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Frontline NHS and social care staff can attend work rather than self-isolate in exceptional circumstances

19th July 2021 about a 3 minute read
“With the number of cases continuing to rise, it is imperative that we do everything we can to manage this virus and support our NHS and social care services under the strain of increased demand and sustained pressure" UK Health Security Agency Chief Executive, Jenny Harries

As Covid-19 cases continue to soar amid renewed warnings about the pressure on the NHS, the government has announced measures to enable frontline NHS and social care staff to continue to work – where their absence may lead to significant harm.

From today (Monday 19 July), double vaccinated frontline NHS and social care staff in England who have been told to self-isolate will be permitted to attend work in exceptional circumstances.

This will include staff who have been contacted as a close contact of a case of COVID-19 by NHS Test and Trace, or advised to self-isolate by the NHS Covid-19 app and will be contingent on staff members only working after having a negative PCR test and daily negative lateral flow tests.

Government guidance says the decision to allow NHS and social care staff to attend work after being told to self-isolate should be made on a case-by-case basis, and only after a risk assessment by the organisation’s management.

It stresses the decision must be authorised by the organisation’s local Director of Infection Prevention and Control, the lead professional for health protection, or the Director of Public Health relevant to the organisation.

Health Secretary Sajid Javid said:

“As we learn to live with this virus, it’s important that we ensure frontline staff can keep providing the best possible care and support to people up and down the country.

“The government has backed healthcare services at every turn through this global pandemic and these new rules will fortify our collective defences against this awful virus, by allowing fully vaccinated frontline NHS and social care staff to continue to work when needed.”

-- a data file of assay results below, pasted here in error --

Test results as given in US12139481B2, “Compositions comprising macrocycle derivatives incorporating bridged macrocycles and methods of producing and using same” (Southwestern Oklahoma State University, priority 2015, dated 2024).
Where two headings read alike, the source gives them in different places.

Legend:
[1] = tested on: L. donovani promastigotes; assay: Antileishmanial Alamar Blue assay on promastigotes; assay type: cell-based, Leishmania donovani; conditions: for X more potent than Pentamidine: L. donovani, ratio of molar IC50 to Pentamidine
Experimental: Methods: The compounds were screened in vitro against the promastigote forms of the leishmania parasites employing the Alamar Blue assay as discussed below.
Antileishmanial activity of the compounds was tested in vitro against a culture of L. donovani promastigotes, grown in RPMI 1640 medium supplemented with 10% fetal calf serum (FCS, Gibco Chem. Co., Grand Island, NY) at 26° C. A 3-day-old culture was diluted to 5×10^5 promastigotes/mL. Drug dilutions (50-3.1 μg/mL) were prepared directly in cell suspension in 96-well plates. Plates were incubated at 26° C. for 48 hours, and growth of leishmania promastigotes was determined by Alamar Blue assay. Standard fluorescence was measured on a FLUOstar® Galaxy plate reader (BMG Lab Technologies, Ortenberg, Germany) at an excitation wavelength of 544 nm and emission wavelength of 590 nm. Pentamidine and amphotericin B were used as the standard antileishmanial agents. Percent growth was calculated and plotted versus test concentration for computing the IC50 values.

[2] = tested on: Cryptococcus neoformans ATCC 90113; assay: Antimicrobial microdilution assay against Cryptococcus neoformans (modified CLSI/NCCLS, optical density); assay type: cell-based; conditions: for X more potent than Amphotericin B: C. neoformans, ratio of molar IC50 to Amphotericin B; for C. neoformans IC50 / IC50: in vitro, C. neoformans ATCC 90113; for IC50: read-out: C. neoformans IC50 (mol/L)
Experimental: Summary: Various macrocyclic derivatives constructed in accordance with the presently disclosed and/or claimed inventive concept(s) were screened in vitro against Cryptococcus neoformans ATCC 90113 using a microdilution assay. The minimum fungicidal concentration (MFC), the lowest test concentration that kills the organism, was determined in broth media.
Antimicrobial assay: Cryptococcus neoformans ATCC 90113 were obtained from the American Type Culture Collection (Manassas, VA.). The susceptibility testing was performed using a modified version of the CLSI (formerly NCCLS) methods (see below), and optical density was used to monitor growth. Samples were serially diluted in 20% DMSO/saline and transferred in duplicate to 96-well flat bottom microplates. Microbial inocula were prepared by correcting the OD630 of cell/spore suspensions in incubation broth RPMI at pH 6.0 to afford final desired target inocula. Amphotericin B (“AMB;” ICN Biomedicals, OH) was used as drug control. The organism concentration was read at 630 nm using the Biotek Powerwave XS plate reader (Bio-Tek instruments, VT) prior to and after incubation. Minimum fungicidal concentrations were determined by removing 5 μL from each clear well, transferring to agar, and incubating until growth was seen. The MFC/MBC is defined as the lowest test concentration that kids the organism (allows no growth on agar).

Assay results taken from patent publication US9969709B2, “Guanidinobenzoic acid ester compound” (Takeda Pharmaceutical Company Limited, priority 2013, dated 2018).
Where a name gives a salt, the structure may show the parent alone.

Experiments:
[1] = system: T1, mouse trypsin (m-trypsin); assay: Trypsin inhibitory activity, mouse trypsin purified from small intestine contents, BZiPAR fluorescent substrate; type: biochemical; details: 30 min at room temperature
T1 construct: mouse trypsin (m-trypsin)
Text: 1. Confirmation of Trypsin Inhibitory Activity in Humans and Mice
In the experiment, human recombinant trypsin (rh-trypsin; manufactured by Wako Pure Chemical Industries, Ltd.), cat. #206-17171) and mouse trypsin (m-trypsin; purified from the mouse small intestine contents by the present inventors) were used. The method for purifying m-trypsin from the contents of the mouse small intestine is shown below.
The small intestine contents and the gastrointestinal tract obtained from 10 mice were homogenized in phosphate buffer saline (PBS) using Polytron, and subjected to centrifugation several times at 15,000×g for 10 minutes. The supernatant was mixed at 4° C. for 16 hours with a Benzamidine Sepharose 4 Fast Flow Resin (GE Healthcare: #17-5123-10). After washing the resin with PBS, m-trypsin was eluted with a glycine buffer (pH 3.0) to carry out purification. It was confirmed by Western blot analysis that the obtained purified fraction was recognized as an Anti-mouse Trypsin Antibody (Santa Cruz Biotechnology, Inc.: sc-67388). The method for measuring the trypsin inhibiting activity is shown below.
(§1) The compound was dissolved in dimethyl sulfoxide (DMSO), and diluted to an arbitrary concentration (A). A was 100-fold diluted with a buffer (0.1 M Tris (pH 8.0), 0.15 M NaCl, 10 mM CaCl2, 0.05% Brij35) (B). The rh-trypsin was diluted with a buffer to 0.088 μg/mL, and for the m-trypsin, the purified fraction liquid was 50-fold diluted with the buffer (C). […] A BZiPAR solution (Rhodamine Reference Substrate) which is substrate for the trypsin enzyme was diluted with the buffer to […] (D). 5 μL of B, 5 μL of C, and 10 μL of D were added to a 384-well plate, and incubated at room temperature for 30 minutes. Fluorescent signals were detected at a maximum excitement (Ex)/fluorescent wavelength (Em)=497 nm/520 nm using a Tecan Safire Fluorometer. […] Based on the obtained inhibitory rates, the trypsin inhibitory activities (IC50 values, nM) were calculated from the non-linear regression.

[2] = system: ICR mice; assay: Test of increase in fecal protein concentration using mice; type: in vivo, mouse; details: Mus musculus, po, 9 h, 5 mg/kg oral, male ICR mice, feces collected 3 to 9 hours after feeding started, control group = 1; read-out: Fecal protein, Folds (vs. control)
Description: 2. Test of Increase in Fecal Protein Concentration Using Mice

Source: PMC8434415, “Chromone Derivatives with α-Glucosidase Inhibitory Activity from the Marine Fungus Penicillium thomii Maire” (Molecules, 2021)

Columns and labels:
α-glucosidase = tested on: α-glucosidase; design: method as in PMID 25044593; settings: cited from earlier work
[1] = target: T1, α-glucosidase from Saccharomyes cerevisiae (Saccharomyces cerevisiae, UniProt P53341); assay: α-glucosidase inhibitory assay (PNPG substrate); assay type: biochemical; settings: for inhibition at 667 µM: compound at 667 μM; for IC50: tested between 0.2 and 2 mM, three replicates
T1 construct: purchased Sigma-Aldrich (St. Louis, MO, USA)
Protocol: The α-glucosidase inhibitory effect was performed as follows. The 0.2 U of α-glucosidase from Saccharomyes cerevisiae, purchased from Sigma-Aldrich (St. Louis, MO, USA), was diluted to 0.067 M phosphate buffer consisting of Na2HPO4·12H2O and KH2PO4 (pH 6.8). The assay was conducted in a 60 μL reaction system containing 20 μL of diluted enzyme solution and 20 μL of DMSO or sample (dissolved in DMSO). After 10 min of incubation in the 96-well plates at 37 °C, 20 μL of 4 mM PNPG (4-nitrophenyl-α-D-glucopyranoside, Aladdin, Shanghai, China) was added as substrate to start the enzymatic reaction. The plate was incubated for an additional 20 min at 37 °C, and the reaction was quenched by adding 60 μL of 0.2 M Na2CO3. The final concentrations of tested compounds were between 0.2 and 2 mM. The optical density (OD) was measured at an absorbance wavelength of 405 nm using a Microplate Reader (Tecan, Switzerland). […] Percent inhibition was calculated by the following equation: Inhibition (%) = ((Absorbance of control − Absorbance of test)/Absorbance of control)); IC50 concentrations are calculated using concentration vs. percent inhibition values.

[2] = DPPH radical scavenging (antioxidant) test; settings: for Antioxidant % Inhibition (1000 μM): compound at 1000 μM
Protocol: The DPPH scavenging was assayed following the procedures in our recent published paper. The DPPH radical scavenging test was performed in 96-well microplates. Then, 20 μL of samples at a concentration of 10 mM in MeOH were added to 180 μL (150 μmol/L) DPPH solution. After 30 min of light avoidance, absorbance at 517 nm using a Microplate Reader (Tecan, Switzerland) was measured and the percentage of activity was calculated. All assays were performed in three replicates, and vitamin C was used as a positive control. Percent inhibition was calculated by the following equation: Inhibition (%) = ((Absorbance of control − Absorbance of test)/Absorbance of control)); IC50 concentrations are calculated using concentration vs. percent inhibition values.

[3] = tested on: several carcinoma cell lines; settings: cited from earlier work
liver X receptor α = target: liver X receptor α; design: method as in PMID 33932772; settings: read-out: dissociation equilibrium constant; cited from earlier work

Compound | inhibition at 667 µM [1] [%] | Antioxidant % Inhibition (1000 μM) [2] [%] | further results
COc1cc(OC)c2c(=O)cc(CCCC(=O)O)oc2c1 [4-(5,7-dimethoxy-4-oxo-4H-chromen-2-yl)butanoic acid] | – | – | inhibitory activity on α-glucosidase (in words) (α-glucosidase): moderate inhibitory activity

UK Health Security Agency Chief Executive, Jenny Harries, said:

“With the number of cases continuing to rise, it is imperative that we do everything we can to manage this virus and support our NHS and social care services under the strain of increased demand and sustained pressure.

“We have provided specific guidance to NHS and social care settings for circumstances where there is a significant risk to health or safety resulting from staff absence or a critical service cannot run.

Matthew Gould, Chief Executive of NHSX, said:

“We built the NHS COVID Pass in weeks, delivered it on time, and are really pleased with its progress. With 6m more users on the NHS app, more on the way, and the prospect of putting the COVID Pass into other patient apps, we are creating a powerful platform for the NHS to do so much more for our citizens online.”

Professor Chris Whitty has urged caution as COVID-19, warning that hospital admissions are doubling every three weeks, and could hit “scary numbers” if the trend continues.

Boris Johnson also urged people to exercise their new freedoms with caution as most mandatory Covid-19 restrictions in England are finally lifted.